In this paper, we derive a properly frame-invariant implicit constitutive relationship for the heat flux vector for a granular medium (or a density-gradient-type fluid). The heat flux vector is commonly modeled by Fourier’s law of heat conduction, and for complex materials such as nonlinear fluids, porous media, or granular materials, the coefficient of thermal conductivity is generalized by assuming that it would depend on a host of material and kinematic parameters such as temperature, shear rate, porosity, concentration, etc. In this paper, we extend the approach of Massoudi [Massoudi, M. Math. Methods Appl. Sci. 2006, 29, 1585; Massoudi, M. Math. Methods Appl. Sci. 2006, 29, 1599], who provided explicit constitutive relations for the heat flux vector for flowing granular materials; in order to do so, we use the implicit scheme suggested by Fox [Fox, N. Int. J. Eng. Sci. 1969, 7, 437], who obtained implicit relations in thermoelasticity.

Massoudi, M.; Mehrabadi, M.

2010-01-01

154

Variable Conductance Heat Pipe Performance after Extended Periods of Freezing

NASA Astrophysics Data System (ADS)

Radiators operating in lunar or Martian environments must be designed to reject the maximum heat load at the maximum sink temperature, while maintaining acceptable temperatures at lower powers or sink temperatures. Variable Conductance Heat Pipe (VCHP) radiators can passively adjust to these changing conditions. Due to the presence of non-condensable gas (NCG) within each VCHP, the active condensing section adjusts with changes in either thermal load or sink temperature. In a Constant Conductance Heat Pipe (CCHP) without NCG, it is possible for all of the water to freeze in the condenser, by either sublimation or vaporization. With a dry evaporator, startup is difficult or impossible. Several previous studies have shown that adding NCG suppresses evaporator dryout when the condenser is frozen. These tests have been for relatively short durations, with relatively short condensers. This paper describes freeze/thaw experiments involving a VCHP with similar dimensions to the current reactor and cavity cooling radiator heat pipe designs.

Ellis, Michael C.; Anderson, William G.

2009-03-01

155

Heat capacity, magnetic susceptibility, EPR, and dc conductivity of some conducting polymers

NASA Astrophysics Data System (ADS)

Polyaniline doped with polystyrene-sulfonic-acid (PAN-PSSA), such that y =[sulfonate]/[aniline] = 1, exhibits a dc conductivity of 0.1 S/cm. On increasing the dopant concentration to y = 6, the conductivity drops by four orders of magnitude. Poly(3,4-ethylenedioxythiophene) doped with polystyrene-sulfonic-acid (PEDOT-PSSA) also exhibits a similar behavior on doping. The results of a study involving heat capacity, magnetic susceptibility, EPR, and dc conducting measurements will be reported.

Kahol, Pawan; Ho, James; Deterich, Stefania; Chen, Y. Y.; Wang, C. R.; Neeleshwar, S.; Tsai, C. B.; Wessling, B.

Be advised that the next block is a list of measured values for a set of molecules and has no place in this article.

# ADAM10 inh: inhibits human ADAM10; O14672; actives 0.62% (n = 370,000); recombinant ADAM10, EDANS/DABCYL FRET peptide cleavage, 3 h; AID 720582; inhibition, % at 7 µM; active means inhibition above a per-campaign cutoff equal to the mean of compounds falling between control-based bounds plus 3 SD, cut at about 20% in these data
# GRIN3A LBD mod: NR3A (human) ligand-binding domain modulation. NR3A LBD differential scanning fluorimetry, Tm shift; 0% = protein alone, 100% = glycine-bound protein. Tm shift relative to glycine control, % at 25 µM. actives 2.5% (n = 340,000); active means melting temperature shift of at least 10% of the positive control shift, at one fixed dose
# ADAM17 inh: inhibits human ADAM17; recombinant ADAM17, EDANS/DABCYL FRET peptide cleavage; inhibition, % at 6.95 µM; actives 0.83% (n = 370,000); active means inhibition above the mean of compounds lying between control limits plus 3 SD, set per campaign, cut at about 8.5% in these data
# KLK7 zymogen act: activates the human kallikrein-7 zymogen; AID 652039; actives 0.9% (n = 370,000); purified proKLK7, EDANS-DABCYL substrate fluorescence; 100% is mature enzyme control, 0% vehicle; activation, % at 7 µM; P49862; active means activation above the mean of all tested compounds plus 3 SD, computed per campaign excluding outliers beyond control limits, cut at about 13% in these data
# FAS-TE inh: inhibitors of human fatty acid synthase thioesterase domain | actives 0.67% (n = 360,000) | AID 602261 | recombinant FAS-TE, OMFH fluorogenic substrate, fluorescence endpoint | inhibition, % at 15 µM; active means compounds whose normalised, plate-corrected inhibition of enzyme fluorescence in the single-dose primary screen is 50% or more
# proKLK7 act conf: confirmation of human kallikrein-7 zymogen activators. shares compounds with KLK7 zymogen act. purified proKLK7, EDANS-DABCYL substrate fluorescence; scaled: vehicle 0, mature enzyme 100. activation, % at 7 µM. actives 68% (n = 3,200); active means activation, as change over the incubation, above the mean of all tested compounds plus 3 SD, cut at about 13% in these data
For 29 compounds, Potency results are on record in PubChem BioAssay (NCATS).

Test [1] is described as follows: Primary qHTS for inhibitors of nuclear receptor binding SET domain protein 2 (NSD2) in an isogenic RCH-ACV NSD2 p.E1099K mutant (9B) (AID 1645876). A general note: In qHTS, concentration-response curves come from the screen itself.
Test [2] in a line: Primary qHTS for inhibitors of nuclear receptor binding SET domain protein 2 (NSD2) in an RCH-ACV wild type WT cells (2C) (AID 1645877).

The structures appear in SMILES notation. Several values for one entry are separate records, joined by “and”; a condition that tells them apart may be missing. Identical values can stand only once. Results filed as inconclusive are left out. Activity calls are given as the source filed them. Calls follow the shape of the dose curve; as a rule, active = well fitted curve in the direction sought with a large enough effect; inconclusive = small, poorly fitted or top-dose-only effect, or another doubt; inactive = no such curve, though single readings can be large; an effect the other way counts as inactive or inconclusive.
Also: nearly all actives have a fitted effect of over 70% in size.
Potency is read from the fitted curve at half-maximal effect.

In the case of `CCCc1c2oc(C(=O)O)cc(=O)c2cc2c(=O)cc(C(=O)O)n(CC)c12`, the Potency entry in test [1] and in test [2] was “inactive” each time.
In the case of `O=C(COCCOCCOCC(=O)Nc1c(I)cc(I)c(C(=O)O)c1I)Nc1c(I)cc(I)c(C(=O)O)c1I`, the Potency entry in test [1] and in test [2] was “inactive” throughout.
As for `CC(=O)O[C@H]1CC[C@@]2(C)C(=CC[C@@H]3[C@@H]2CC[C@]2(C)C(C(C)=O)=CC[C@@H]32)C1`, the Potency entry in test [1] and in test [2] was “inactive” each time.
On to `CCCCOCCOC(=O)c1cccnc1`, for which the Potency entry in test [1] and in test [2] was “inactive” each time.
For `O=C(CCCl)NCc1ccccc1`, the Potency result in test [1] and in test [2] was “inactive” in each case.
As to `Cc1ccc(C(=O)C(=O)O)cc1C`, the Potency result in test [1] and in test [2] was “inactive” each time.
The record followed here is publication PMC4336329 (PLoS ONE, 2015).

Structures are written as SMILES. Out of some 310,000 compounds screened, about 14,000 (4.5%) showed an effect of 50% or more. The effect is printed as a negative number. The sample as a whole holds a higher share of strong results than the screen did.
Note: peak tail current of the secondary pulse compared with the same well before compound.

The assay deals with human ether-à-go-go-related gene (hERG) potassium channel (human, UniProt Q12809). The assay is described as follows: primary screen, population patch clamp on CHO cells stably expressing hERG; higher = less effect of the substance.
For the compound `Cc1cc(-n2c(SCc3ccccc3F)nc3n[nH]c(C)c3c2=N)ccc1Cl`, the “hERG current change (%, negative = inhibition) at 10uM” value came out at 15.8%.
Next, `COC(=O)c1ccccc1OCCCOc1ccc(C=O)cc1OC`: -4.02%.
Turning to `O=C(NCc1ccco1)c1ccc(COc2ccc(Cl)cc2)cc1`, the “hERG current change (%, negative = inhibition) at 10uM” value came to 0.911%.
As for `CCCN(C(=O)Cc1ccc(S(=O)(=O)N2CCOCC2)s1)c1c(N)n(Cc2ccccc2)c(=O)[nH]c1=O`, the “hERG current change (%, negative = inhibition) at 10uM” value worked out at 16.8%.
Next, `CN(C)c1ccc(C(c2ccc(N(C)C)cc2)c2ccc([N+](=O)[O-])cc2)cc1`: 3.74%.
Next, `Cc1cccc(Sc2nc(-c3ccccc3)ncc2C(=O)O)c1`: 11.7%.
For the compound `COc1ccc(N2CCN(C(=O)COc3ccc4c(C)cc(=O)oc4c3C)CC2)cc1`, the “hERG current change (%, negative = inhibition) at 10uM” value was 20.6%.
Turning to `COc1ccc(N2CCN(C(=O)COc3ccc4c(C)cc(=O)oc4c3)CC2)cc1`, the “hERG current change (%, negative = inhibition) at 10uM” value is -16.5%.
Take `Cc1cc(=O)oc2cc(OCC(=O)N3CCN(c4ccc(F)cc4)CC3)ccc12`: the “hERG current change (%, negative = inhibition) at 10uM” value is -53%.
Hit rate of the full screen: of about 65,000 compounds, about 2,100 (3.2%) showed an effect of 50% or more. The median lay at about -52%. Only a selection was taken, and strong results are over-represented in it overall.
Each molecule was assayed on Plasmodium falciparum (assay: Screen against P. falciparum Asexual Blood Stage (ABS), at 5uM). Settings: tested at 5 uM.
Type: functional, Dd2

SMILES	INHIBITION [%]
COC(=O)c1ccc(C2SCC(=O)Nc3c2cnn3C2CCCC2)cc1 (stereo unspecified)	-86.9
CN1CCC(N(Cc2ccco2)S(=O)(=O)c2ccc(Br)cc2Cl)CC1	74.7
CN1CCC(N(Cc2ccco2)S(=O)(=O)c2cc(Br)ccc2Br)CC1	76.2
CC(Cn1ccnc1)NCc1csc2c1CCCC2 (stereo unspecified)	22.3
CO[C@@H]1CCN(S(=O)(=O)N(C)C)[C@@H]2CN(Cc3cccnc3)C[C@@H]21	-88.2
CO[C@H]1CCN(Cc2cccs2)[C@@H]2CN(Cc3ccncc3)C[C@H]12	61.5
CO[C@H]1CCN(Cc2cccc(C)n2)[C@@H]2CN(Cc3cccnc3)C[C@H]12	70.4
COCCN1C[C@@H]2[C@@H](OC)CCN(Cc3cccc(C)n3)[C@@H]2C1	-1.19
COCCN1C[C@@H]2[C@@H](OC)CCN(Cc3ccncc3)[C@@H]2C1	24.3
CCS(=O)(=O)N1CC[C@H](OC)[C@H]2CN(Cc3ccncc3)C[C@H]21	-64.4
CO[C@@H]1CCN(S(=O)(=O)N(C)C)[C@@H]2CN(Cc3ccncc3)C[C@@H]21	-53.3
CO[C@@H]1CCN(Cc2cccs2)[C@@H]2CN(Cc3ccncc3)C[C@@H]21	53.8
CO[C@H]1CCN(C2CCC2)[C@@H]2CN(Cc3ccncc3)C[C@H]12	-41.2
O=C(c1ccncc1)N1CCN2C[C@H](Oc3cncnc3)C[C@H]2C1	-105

2004-03-01

156

Effect of crosslink formation on heat conduction in amorphous polymers

NASA Astrophysics Data System (ADS)

We performed molecular dynamics (MD) simulations on amorphous polyethylene (PE) and polystyrene (PS) in order to elucidate the effect of crosslinks between polymer chains on heat conduction. In each polymer system, thermal conductivities were measured for a range of crosslink concentration by using nonequilibrium MD techniques. PE comprised of 50 carbon atom long chains exhibited slightly higher conductivity than that of 250 carbon atom long chains at the standard state. In both cases for PE, crosslinking significantly increased conductivity and the increase was more or less proportional to the crosslink density. On the other hand, in the PS case, although the thermal conductivity increased with the crosslinking, the magnitude of change in thermal conductivity was relatively small. We attribute this difference to highly heterogeneous PS based network including phenyl side groups. In order to elucidate the mechanism for the increase of thermal conductivity with the crosslink concentration, we decomposed energy transfer into modes associated with various bonded and non-bonded interactions.

Kikugawa, Gota; Desai, Tapan G.; Keblinski, Pawel; Ohara, Taku

2013-07-01

157

Heat conduction induced by non-Gaussian athermal fluctuations.

We study the properties of heat conduction induced by non-Gaussian noises from athermal environments. We find that new terms should be added to the conventional Fourier law and the fluctuation theorem for the heat current, where its average and fluctuation are determined not only by the noise intensities but also by the non-Gaussian nature of the noises. Our results explicitly show the absence of the zeroth law of thermodynamics in athermal systems. PMID:23767504

Kanazawa, Kiyoshi; Sagawa, Takahiro; Hayakawa, Hisao

2013-05-01

158

Mechanical control of heat conductivity in molecular chains.